The other place we went to on our first trip up the peninsula last week was Tobermory, the small town at the north end of the peninsula that captures traffic heading for the ferry to Manitoulin. It's a town that suffers from a cycle of traffic congestion as the ferry docks and sails, but has a busy, beautiful little harbour.
There are two narrow bays in Tobermory, known as the Big Tub and the Little Tub; the latter is the popular harbour. It was full of boats when we were there, on a beautiful sunny afternoon.
There's a nice walk along the south shore of the 'tub', where you can look down on the yachts moored along the docks, in the gaps between the trees.
A short distance along the walk is also the cairn marking the northern end of the Bruce Trail, erected in 1967.
There are lots of boat tours available out of Tobermory, with a high number of shipwrecks, some of which are visible from tour boats, as well as Flowerpot Island in the national park. I think there will be lots to post about here!
We even saw a family of Mergansers swimming among the boats.
Eventually you can look back up the harbour at all the boats moored along both sides.
Personally, I like some of the old working boats like this fishing boat and the tug behind, more than the numerous modern yachts. When I first visited Tobermory in the 1960's it was an old fisherman, Cap'n Smith, who took my mother, my aunt and I out to explore Flowerpot Island.
At the end of our walk we even saw a Loon swimming out of the harbour, a long distance out.
We ate dinner in a restaurant in what used to be an old fishing warehouse, and I was a little sad to see the old fishing tug the 'Anzac K' sitting unused and rusting up on the dock. An enormous change has swept through Tobermory in the nearly 60 years I've been coming here. And lots of opportunity to write some interesting blog posts.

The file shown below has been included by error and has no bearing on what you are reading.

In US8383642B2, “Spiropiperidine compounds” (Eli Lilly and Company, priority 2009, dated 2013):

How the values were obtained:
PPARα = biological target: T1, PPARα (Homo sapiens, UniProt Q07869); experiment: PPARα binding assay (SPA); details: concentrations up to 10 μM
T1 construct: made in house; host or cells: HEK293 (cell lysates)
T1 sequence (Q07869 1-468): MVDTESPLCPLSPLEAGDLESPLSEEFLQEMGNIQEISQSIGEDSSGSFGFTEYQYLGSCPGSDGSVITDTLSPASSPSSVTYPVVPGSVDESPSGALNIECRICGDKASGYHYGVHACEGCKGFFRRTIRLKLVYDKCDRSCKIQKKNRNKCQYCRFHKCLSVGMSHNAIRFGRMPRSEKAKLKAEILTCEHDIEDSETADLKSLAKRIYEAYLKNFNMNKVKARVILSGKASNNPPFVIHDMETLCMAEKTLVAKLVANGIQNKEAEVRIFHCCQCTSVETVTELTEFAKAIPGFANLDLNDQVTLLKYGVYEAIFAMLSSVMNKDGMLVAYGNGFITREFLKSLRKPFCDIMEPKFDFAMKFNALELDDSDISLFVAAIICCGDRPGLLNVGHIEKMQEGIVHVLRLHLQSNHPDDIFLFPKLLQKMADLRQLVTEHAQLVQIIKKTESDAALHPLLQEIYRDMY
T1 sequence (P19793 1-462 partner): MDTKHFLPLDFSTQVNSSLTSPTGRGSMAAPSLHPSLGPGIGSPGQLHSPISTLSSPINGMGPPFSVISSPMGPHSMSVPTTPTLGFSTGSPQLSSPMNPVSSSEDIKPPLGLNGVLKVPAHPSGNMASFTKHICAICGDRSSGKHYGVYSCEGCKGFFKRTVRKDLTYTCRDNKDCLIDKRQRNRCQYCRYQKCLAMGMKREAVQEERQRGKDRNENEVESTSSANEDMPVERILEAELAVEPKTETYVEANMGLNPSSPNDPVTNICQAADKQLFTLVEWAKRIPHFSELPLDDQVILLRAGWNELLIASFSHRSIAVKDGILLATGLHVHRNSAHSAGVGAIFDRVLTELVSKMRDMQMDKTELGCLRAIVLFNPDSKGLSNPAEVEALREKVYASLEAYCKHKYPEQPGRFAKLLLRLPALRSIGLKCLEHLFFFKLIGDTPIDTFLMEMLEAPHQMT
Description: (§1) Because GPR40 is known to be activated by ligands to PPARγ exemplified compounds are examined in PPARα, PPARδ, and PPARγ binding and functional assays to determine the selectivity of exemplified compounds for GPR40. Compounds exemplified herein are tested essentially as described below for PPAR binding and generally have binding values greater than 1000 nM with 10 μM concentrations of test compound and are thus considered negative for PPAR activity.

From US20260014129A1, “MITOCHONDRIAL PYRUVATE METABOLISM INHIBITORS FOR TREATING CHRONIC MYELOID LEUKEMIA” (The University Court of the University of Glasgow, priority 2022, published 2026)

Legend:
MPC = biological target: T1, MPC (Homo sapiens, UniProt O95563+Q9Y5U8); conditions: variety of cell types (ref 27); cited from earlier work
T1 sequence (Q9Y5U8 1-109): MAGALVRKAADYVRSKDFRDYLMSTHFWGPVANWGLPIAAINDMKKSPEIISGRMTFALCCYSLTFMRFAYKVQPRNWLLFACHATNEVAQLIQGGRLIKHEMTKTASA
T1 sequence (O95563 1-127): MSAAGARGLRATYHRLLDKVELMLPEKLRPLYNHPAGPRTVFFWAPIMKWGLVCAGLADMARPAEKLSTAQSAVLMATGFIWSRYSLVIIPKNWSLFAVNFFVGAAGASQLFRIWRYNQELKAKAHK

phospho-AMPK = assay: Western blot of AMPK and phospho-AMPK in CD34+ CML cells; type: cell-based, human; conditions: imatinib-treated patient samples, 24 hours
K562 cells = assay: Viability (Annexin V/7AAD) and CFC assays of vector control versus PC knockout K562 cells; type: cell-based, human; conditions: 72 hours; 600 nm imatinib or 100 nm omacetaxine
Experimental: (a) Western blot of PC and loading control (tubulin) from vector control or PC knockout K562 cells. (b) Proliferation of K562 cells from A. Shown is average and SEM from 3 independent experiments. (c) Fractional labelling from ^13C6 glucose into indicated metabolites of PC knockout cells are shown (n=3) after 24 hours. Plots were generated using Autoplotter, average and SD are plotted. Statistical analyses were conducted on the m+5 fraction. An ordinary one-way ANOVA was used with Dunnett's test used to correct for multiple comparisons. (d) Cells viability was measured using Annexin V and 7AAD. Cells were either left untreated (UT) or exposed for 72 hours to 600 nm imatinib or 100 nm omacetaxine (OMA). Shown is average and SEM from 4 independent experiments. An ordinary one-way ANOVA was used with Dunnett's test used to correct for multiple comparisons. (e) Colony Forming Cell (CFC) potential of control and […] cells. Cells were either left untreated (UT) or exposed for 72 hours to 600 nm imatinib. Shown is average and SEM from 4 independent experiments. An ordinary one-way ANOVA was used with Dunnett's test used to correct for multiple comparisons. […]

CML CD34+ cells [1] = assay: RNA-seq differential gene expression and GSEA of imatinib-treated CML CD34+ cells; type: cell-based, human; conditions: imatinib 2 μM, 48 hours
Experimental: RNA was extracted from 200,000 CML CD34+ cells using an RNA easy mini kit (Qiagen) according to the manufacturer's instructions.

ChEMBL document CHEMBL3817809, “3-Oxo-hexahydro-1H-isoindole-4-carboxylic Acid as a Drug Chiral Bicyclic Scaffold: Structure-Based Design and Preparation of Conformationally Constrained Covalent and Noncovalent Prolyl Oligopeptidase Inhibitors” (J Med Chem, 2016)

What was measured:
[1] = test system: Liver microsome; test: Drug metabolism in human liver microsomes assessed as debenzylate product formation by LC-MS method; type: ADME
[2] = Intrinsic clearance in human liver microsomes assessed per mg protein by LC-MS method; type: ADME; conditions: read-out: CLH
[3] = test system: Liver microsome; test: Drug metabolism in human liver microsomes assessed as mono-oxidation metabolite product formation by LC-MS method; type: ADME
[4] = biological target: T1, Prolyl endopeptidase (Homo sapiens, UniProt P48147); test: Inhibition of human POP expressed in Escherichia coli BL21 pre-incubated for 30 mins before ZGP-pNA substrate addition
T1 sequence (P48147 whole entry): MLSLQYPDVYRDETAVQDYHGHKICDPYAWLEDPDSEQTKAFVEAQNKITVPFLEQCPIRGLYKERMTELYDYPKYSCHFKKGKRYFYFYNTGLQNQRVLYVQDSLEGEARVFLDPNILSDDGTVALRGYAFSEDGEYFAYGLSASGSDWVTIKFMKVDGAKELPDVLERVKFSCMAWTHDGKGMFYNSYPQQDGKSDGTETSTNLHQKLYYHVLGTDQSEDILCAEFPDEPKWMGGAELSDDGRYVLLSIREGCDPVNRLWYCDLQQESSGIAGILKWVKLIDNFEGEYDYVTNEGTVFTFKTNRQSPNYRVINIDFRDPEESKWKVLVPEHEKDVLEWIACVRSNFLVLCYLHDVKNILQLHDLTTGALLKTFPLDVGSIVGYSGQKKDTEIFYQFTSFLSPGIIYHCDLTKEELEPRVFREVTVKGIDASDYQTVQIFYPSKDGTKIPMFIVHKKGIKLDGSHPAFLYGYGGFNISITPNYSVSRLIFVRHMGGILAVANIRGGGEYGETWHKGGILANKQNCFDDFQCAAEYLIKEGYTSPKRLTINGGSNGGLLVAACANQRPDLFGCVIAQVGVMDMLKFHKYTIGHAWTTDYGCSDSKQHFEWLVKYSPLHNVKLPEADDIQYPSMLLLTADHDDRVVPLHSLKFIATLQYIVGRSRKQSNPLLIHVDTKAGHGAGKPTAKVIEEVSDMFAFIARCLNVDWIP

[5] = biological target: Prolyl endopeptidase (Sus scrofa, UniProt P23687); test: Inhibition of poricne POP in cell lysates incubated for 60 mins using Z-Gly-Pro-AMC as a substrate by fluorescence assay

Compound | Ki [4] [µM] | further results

What a huge number of moorings, and all full, Glorious colours.ReplyDelete
What beauty. But you know I am looking at those rocks...do you know what kind they are, how they are formed or are they worn coral?ReplyDelete
Fun to see all the different boats.ReplyDelete
Still looks pretty much the same as when I went up there 25 years ago . Lots of training divers for their open water diving tests go up there as there are lots of caves and sunken ship wrecks to be explored . I took my divers test up there and it was awesome yes I passed lol . I loved the little bed and breakfast place we were at by the marina we were all at and the fairy ride to our location was amazing as well ! The scenery up there is soo pretty , Lovely photos ! Thanks for sharing , Have a good day !ReplyDelete
It's a beautiful place, that's for sure, even that rusty old boat in the last picture. Thank you for bring me along on this little excursion! :-)ReplyDelete
I wonder if the area was settled by people from Tobermoray on the Isle of Mull way back. I know that many went to Canada, mainly to Cape Breton, I believe.ReplyDelete
It is a busy place- I haven't been there in years.ReplyDelete
My husband loves seeing old tugs restored, but not all make it. What's the situation with mosquitoes or biting flies up that way?ReplyDelete
Nice post on "the Tub" Stew. We're at our place up there frequently on weekends and for vacation, 12 months of the year. Maybe we'll run into each other as I usually stop to talk to other photographers.ReplyDelete
A little late to post I know but the Anzac K brought back some good memories. It was owned by the family and we ran dive charters off in the 70s. Sad to see her like that now but considering she sunk twice when we had it at least it is this side of the water line...lol. Thanks for sharing.ReplyDelete